Owner Kate Upcraft Consultancy Ltd
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Problems for agencies with public sector clients

16th Sep 2016
Owner Kate Upcraft Consultancy Ltd
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Kate Upcraft asks whether personal service companies and the agencies they work through are ready for the payroll changes due to apply from April 2017.

Cycle of change

In recent tax years there have been many changes to the intermediaries’ legislation designed to get more up-front tax and NI flowing into the government’s coffers. For example, quarterly reporting for employment intermediaries was introduced in April 2014, but penalties for incorrect quarterly reports only applied for the first time in August 2016. The changes due to apply from 6 April 2017 are arguably the most complex so far.

PSB burden

All public sector bodies (PSBs), and there are a lot more than you think, will have to assess if personal service companies (PSC) or partnerships that they are contracting with are within IR35. If those rules apply the contracted PSC or partnership will have to be included on the employee payroll for the calculation, deduction and payment over of tax and NICs.

This represents a significant shift of tax responsibility. Currently it is for the PSC or the partnership to determine if there is a deemed employment relationship with their client and whether for the income from the assignment needs to be treated as deemed salary subject to tax and Class 1 NIC.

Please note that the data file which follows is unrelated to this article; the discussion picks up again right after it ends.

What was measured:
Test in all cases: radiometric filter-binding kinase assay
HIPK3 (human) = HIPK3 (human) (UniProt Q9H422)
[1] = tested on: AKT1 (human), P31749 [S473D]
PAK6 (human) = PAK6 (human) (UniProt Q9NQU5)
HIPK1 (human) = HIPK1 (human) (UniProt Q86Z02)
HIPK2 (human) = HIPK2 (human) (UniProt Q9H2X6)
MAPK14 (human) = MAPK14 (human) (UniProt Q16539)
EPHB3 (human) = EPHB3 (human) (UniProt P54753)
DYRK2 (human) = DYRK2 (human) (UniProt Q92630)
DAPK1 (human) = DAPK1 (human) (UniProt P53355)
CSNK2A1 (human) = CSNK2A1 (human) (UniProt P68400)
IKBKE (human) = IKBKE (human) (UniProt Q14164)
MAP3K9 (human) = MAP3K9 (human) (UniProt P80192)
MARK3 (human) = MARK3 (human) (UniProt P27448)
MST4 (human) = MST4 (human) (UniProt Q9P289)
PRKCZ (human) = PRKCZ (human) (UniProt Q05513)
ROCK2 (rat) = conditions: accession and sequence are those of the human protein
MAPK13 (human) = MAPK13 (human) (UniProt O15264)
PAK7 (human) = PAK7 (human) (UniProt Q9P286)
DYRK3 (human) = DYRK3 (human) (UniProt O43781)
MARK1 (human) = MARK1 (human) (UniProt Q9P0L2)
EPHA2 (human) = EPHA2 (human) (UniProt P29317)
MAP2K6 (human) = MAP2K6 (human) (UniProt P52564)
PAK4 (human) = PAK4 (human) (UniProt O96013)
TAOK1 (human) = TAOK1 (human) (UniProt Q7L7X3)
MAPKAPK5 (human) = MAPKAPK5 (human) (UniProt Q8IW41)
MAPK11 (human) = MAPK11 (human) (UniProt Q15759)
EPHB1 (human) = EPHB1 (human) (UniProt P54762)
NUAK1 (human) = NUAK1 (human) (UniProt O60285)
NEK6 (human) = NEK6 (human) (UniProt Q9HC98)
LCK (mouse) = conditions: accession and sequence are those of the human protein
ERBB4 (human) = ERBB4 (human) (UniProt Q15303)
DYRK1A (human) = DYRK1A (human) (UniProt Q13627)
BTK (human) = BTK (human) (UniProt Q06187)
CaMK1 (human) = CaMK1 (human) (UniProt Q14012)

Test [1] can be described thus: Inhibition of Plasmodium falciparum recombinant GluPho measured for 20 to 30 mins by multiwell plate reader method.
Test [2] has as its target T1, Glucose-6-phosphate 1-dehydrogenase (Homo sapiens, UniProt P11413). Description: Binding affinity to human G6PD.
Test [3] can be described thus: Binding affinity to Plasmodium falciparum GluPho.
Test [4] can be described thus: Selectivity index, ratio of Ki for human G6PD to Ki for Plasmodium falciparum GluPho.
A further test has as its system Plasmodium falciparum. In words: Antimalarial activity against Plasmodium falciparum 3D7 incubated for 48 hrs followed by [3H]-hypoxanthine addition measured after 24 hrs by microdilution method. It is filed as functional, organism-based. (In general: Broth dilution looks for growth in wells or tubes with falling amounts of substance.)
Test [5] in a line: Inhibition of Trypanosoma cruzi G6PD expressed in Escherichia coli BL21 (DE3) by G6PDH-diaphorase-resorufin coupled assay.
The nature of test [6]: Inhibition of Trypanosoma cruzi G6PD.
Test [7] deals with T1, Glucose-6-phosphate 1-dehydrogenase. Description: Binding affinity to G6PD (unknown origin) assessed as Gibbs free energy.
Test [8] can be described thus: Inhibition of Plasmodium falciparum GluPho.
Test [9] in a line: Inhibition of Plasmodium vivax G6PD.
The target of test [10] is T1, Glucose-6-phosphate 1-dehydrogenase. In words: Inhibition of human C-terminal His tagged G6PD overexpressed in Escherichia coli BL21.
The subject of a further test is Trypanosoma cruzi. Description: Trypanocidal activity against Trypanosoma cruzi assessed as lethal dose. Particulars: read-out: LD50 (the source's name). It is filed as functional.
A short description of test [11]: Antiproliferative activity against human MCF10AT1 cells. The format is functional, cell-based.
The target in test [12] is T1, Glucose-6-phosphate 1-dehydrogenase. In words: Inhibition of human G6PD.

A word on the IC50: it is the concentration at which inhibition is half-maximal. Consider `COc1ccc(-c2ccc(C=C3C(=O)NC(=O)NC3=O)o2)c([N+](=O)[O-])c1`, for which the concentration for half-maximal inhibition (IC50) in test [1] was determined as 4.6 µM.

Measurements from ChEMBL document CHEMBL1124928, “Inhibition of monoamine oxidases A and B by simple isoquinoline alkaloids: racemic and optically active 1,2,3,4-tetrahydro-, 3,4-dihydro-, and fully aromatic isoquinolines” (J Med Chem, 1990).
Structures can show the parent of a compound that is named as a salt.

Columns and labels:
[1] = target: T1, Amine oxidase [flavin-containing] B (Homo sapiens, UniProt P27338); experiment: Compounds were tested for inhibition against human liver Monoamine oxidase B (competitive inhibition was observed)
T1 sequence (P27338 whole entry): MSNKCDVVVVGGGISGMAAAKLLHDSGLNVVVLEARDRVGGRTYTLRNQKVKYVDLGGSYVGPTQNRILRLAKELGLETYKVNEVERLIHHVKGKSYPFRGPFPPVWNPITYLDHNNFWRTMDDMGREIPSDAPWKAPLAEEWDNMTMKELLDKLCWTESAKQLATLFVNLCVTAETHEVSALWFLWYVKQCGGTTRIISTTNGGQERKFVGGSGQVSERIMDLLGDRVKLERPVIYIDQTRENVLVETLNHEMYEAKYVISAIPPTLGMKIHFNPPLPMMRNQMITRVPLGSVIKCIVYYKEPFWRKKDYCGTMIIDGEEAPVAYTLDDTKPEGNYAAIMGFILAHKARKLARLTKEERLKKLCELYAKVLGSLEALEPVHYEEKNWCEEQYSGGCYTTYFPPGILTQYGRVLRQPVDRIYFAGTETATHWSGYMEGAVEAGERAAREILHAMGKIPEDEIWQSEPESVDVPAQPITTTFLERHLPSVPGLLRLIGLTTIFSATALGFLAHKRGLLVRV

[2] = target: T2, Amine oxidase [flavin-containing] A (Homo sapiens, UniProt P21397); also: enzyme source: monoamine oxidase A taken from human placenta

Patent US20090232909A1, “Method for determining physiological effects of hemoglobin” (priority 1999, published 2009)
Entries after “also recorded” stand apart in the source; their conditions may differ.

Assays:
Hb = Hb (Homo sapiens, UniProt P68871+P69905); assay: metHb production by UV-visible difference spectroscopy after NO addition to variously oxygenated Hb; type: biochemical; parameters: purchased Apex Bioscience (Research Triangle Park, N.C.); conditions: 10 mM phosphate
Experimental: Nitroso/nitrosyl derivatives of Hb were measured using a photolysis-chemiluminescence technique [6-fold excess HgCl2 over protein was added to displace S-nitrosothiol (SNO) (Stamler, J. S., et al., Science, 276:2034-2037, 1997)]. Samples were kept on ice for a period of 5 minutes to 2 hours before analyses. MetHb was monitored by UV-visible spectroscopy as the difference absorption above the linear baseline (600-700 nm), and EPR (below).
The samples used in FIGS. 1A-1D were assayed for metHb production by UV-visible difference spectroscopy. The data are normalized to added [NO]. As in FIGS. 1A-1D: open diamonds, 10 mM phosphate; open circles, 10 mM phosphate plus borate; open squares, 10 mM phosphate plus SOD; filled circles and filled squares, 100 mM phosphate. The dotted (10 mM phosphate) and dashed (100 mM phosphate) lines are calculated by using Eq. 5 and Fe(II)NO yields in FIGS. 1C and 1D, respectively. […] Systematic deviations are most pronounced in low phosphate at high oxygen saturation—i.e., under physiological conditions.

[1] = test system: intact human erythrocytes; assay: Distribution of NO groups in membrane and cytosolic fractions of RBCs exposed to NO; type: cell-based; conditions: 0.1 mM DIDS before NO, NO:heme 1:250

Agency’s problem

If an agency supplies the PSC to the public sector body it will be the agency’s responsibility to manage the payroll obligation. Regardless of who ends up ‘holding the baby’ – the public sector body or agency - the challenges will be the same.

Scope of problem

Someone in the organisation has to take a view on whether the relationship falls within IR35, potentially using a new version of the employment status indicator (ESI) which hasn’t been designed yet. If the IR35 test is positive – in that it does apply, payment of the PSC’s invoice will have to involve both the accounts payable and payroll departments.

Payroll will have to deduct 5% from the invoiced fees (ensuring that materials are excluded) then set up the worker on the payroll to deduct tax and NI that will be paid over with the other employee related remittances to HMRC. The resultant amount due to the PSC then goes back to accounts payable for payment of the invoice and the handling of VAT.

Other practical issues

The practicalities of adding the PSC workers to the payroll simply to capture tax and NI will require software and operational changes. For example:

  • Who takes responsibility for assessing whether IR35 does apply to the contractors affected by the new rules?
  • Will your client (agency or public sector body) want to set up a separate PAYE scheme for these workers, or at least a separate payroll group to keep them distinct from other employees?
  • What additional employment rights will this bring into sharp relief for these individuals?

The workers that operate within the PSCs are most certainly workers for auto enrolment under current rules. This means they must be included in the assessment of the workforce and be auto enrolled if they qualify with employee contributions deducted from the invoice too and then refunded if they opt-out.

Current checks

Central government departments and the NHS are already subject to HM Treasury rules that require them to carry out tax compliance checks on highly paid and long-term contractors, but these changes will build on this framework. The full list of PSBS that will be included in the new regulations are (unless the final proposals change) those covered by the Freedom of Information Act 2000 and the Freedom of Information Act (Scotland) 2002. This includes doctors, dentists, pharmacies, housing associations, schools and universities as well as labour only providers.